Inspiration University: Design Principles will take place here on my website and will be an interactive class. It’ll be a combination of my Tips and Tricks posts with a little bit of the feel of No-Stress Distress Inks with some new, fun things like guest designers, giveaways and private galleries for class participants. There will be lots of videos, lots of examples and lots of community love.

I hope you’re getting excited! I know there will be a ton of questions, so I’ll divulge more details about the class soon. Feel free to ask away in the comments, and then look out for a post around the 9th or 10th for more details about Design Principles.

Thanks so much for stopping by today. Back to work for me. Lots to do, lots to do! :D



Filed under Tutorials

22 Responses to The Color Wheel, Part 1 + An Announcement!

  1. Nice tut! I like seeing the colors like that. Your new class sounds fun- I’m looking forward to learning more :)

  2. Great tutorial, and thanks for the awesome color wheel PDF! I’m excited to learn more about the class!!!

  3. AWESOME! This is a fabulous tutorial and your course sounds amazing! I’ve always wanted to have a better understanding of design principles. I refer people to your No Stress Distress tutorials all the time. I can’t wait to find out more, and I hope you have badge for our blogs so we can help you promote it. :-)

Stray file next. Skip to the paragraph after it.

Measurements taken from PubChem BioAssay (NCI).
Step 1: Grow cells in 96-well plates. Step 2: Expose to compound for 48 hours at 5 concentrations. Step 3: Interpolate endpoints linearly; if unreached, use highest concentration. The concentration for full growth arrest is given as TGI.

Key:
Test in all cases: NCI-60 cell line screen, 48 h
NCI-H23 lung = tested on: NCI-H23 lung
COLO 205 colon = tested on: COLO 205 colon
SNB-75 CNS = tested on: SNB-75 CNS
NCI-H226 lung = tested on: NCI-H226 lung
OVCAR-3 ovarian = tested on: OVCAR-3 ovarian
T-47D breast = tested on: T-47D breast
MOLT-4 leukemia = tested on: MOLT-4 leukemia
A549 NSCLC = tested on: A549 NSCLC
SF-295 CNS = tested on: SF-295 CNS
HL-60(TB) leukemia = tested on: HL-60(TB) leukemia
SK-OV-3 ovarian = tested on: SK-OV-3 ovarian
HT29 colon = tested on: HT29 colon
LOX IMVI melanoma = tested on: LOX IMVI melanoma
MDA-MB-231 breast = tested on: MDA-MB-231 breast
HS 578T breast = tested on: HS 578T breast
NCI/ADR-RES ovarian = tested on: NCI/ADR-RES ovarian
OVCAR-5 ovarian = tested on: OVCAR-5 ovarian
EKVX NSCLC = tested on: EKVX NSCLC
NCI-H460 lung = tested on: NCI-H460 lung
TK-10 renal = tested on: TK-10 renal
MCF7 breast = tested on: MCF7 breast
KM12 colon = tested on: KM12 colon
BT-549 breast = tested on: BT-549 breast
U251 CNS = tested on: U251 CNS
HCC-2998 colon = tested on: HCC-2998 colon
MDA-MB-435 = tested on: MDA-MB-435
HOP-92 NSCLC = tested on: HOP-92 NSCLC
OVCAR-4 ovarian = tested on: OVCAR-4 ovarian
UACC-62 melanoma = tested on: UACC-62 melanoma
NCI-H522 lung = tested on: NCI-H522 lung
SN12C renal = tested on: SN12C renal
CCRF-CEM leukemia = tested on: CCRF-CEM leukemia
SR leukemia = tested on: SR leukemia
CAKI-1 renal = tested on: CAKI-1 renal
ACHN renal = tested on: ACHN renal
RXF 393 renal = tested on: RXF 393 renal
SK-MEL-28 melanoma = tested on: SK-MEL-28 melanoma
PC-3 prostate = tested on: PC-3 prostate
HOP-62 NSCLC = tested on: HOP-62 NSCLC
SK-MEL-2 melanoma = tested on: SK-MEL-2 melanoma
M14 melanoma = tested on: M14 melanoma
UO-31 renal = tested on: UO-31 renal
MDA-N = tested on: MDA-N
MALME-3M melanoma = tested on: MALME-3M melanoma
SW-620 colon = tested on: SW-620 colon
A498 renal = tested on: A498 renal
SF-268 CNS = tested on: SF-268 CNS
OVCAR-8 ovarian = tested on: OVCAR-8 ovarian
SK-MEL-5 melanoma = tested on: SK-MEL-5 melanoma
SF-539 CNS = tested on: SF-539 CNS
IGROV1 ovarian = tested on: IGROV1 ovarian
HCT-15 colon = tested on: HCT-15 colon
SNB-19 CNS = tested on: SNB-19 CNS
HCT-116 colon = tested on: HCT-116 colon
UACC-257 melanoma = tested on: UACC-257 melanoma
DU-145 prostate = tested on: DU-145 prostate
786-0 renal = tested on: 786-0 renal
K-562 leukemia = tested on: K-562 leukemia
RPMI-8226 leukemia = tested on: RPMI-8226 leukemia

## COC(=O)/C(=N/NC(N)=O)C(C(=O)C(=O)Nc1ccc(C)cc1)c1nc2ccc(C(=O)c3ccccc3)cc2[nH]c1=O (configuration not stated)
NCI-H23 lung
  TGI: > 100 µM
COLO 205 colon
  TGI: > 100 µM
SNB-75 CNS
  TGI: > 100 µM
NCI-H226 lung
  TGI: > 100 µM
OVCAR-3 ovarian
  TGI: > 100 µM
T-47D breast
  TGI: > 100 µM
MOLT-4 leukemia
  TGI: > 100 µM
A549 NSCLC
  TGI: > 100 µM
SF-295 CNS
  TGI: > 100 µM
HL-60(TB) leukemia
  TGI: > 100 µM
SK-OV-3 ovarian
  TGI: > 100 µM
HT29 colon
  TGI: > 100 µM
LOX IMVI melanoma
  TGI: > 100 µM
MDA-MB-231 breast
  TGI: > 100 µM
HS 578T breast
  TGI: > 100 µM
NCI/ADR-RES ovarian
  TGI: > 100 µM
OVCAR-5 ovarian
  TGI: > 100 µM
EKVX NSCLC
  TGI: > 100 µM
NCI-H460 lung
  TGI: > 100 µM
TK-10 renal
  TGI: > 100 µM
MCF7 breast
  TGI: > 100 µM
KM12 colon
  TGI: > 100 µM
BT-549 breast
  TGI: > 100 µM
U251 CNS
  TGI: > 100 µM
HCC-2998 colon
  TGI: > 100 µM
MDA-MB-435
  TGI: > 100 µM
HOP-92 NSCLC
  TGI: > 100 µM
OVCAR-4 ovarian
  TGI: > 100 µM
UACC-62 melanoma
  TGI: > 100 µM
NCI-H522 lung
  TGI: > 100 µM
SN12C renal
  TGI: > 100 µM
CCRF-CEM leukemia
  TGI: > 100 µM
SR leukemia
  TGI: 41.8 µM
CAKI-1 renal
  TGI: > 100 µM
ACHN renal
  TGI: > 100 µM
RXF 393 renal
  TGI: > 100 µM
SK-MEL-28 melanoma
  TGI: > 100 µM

4. Barb Ghigliotty

    Hi Britta ~
    What a fabulous idea! It’s something that has not been offered in other classes, and I can’t think of a better artist to do it than you!
    I majored in science, so I really appreciate any help in the arts…it doesn’t come naturally for me. So, thank you…and thanks so much for the color chart! I’ve already learned so much from this post!

    Looking forward to more info on your class ~ Have a great week :-)

  5. Mandee

    Thanks so much. I really appreciate the color wheel. I have downloaded it and yes I have a wide format printer – one of my treasures. I enjoy your videos so please keep them coming. Mandee

  6. This is wonderful!!! I am so excited for you and can not wait for more info! I will definitely take this class!

  7. SOunds fabulous! thanks for explaining the colour wheel further (I knew of it and how it worked, but not how it ‘came to be’ ) VERY cool :)